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Tuesday, June 17, 2014

#TuesdayTips with @RachellNichole

Welcome back Divettes!

It's time for another inspiring rendition of Tuesday Tips!

This week is all about plotting tips, since I will be teaching my adapted Three-Act Structure plotting method at next week's In Your Write Mind workshop.

5. Try a new method. So the first thing a writer should always tell other writers is that there are so many different methods of writing (or plotting) that you shouldn't feel married to one way of doing things. Everyone's process is different and what works for me might not always work for you. And what works for me for one book, might not work for me for the next one. Just like with kids. You have to adapt toeach book the way you do to each child. So when you're out there trying to figure
out your next book, I encourage you to check out a bunch of different plotting methods. There are a bazillion books, blogs, and workshops about plotting. Check them out, and pick one, or pick a few bits and pieces from some different methods and make your own.

4. Leave holes in your plot. I know this may sound counterproductive, but if you get so bogged down on figuring out every single detail in the plot, the minutiae pieces will prevent you from plotting the whole arc of a book in one or two sittings. A plot shouldn't take you three months to write. You want to spend the bulk of your time on the actual writing process, not on figuring out what you're going to write about. Some authors write out a very detailed, step-by-step plot, and that's not a bad thing, but most people will get so bogged down in little pieces that they can't ever reach the end of the plot. So if you aren't sure of a detail or how exactly something is going to work out, leave it blank, put a space holder in that place to know something is missing, and move on to the next piece.

3. Having a plot doesn't always mean you'll get bored with the book. I hear this a lot from pantsers (those writers who write by the seat of their pants) often say that if they know the plot, they feel like they've already told themselves the story, so why would they bother writing it? This goes along with number four - leave yourselves holes. You can't discover everything about a book just from plotting it. Sure, you know the ending, but you can learn so much more about the characters, and their story, in a novel than you can just from a plot. If knowing the ending makes you bored, write out the bulk of the plot, but leave the ending a little open. You can even try plotting out three different endings, having a note card or sticky note for each one and then when you're almost done writing the book, you can discover which ending fits best with the book.

2. Plotting a book should be fun. Now, I know there are some nay-sayers out there that will say I should take my writing, my craft seriously. It's not a hobby, it's a job. And they're right. Really, they are. But, and this is a big but - if I'm not having fun at my job, I'm not doing it anymore. Period. Or else, why keep doing it? The day I stop finding the fun and enjoying the writing process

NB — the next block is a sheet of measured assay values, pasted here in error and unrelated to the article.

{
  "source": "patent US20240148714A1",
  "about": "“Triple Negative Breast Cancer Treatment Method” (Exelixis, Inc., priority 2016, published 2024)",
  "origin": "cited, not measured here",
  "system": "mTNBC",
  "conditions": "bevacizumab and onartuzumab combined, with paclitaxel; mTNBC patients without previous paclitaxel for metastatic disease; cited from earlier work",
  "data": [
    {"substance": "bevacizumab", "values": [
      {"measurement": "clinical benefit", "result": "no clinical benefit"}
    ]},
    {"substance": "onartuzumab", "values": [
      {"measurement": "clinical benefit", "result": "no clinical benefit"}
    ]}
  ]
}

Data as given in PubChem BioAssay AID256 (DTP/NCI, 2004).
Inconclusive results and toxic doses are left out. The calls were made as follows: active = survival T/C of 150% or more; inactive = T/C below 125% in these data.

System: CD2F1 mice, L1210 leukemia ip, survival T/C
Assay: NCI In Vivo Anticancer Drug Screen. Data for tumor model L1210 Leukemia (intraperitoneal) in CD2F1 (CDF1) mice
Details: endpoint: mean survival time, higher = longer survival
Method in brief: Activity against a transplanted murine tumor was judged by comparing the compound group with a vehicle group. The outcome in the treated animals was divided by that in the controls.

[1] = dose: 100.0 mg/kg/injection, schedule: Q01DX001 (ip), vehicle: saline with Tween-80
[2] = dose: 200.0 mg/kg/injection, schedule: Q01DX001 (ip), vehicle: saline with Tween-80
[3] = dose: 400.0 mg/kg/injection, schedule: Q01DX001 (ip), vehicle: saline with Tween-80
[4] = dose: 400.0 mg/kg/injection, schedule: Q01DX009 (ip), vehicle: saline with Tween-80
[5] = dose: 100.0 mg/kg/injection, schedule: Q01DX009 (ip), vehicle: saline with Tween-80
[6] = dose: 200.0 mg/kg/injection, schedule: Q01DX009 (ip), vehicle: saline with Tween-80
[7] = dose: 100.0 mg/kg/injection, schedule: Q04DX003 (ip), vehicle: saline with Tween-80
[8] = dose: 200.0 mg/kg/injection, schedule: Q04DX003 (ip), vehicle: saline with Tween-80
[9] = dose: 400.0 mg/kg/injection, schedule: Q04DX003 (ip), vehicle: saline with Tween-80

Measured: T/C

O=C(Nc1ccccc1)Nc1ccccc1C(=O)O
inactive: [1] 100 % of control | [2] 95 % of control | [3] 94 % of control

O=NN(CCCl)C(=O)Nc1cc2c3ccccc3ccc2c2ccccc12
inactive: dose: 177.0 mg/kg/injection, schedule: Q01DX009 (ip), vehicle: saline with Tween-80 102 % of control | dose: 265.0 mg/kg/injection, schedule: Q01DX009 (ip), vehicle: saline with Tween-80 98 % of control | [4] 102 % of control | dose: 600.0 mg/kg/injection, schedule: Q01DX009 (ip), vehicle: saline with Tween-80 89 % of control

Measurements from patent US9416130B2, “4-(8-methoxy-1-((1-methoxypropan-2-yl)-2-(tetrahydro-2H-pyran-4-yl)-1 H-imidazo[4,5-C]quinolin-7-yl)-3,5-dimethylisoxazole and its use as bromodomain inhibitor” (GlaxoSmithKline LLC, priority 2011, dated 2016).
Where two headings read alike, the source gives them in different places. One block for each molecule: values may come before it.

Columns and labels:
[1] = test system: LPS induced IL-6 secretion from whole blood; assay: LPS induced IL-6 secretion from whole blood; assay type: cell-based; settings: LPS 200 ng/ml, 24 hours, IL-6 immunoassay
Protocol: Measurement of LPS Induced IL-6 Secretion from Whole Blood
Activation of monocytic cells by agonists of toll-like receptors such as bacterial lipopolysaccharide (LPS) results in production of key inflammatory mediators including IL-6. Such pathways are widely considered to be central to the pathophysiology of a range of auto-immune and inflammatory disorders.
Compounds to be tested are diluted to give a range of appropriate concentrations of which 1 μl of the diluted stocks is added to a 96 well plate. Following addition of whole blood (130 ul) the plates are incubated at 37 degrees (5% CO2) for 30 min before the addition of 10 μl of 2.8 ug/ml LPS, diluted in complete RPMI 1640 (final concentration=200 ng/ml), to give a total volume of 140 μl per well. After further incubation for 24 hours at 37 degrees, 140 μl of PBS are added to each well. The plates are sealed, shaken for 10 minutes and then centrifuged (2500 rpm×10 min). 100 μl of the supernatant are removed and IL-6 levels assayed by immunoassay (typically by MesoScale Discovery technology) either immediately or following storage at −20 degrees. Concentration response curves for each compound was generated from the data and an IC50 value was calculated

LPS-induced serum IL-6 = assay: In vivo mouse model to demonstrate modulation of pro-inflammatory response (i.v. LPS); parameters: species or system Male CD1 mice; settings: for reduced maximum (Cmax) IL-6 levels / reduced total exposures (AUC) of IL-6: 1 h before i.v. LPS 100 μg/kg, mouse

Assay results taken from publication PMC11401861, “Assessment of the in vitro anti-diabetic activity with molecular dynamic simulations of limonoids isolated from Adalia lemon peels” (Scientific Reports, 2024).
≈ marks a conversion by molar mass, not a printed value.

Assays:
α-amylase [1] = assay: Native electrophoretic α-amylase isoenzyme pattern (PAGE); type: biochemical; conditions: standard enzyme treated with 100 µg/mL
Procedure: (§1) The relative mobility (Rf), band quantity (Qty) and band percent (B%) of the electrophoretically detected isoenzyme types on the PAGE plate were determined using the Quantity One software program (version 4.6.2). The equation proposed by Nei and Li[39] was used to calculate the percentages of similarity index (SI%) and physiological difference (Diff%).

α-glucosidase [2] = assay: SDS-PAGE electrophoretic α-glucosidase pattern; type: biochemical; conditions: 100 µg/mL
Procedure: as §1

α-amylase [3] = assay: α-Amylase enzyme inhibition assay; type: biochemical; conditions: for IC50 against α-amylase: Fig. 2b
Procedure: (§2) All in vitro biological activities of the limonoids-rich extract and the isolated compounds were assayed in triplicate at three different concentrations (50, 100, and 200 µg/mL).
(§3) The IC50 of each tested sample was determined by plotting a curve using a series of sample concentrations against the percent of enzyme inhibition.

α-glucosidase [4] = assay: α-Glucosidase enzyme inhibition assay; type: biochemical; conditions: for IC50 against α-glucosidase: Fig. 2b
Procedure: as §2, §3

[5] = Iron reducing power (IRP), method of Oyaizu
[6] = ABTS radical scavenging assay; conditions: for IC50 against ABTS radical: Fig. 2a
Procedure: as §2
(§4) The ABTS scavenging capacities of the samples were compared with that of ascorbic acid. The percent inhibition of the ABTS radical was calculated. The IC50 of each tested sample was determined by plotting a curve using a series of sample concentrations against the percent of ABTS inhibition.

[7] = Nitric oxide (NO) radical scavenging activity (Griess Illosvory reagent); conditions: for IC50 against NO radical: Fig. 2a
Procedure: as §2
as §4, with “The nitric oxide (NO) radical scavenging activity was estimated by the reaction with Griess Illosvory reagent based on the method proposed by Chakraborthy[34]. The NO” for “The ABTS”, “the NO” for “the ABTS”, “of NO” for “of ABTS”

is the day I will retire from this job. Plotting is just one stage of the writing process, and it should be fun. Maybe it's not as much fun for you as research, or revisions, or writing the book, but you should still find some enjoyment in it. Maybe it's the idea of infinite possibilities when you start plotting a new book. Maybe it's the comfort of having a direction to go in before you sit down before the blank page. Maybe it's the fact that you love figuring out where you're going and exactly how you're going to get there. Doesn't matter. Whatever it is about plotting that you like, make sure you find a way to enjoy it. Because, if you don't, why are you torturing yourself to write a book?

And the number 1 thing to remember - A plot is never set in stone.  Pantsers also say things like "I can't write out a plot, because then I have to write the book that way." But, that's just not true! A plot is like a road map. There's point A (New York City) and point B (San Francisco). When you plot out your route, you pick a direction and highlight the way and then embark on your journey. Say you were *supposed* to stop in Wisconsin for some cheese, then South Dakota to see Mt. Rushmore, then Utah for some salt, then Nevada for the Las Vegas Strip and then arrive in San Francisco, on time, and exhilarated, but instead you decide you just have to detour to Wyoming and see Yellowstone, then you're really hankering for some Idaho potatoes, and then you give up slot machines for the Space Needle up in Seattle before you meander your way through Northern California's Yosemite and then Death Valley before arriving in San Francisco... well, that's mighty all right! That's why you have a road map, because when you have to veer off course, when you just have to go down the less trodden path or into the deep dark woods, you have a guide to get you back to where you wanted to go. Let's even say you got to San Francisco and decided you hated it? Well, LA is just a hop, skip, and a jump away, and though it wasn't your intended destination, you've still traveled across the country, still gone from New York to California, and you've finished the damned book! That's the most important part, right? To get from the beginning of the book, through the murky middle, and to the glorious end!

So there you are, folks. Rach's top 5 things to remember when you're plotting a book. Now go forth and plot your pants off!

If you have questions or comments about plotting, plotting methods, or plotting resources, please feel free to share in the comments section! I can't talk about this stuff enough!


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